April stools is in full effect! This week we’d like to focus on some of the things an animal’s feces can tell you about their health status or potential health challenges that they’re facing. Stool quality is a first indicator for gut health. You can see how the animal’s digestive system is working. If all goes well, stool samples have a lower bacterial count. Organic acid based solutions are among the solution that can help to keep this bacterial count down.
Yellow stool in piglets
Piglets’ digestive systems are still immature and therefore vulnerable. When you notice that piglets have yellow stool it is best to have it checked for E. coli – the most common source of digestive upset.
Wet droppings in broilers
Ceacal or watery droppings from poultry are no direct cause for alarm. However continued diarrhea is. That could mean Clostridium perfringens or Coccidiosis are the evildoers. In the latter, you may notice blood in the feces. Clostridium perfringens is a pathogenic bacterium that can cause necrotic enteritis: a very common disease that is estimated to affect up to 40% of the commercial broiler flocks at great expense to the industry. Dark colored diarrhea is a sign of necrotic enteritis.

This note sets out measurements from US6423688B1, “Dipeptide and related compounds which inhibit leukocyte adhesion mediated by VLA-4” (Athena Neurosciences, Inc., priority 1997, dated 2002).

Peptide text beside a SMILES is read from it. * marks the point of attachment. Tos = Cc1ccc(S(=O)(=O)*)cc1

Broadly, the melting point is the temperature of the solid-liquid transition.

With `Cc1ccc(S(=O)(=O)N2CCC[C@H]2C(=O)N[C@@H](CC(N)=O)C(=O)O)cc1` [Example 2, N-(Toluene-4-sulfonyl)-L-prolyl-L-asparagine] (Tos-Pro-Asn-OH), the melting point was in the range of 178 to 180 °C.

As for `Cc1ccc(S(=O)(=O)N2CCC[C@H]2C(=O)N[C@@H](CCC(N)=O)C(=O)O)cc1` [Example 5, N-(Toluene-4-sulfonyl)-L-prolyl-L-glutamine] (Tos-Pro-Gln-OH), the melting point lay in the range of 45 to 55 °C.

Risks in the value chain
Recurring wet droppings will have an effect on the results of animals further down the value chain. There will be less meat from the animals and worst case pathogens could be transmitted through the meat. All great reasons to institute a program where prevention is key and the animals are monitored carefully to make sure you detect issues as early as possible as often the feces itself will cause the problem to spread.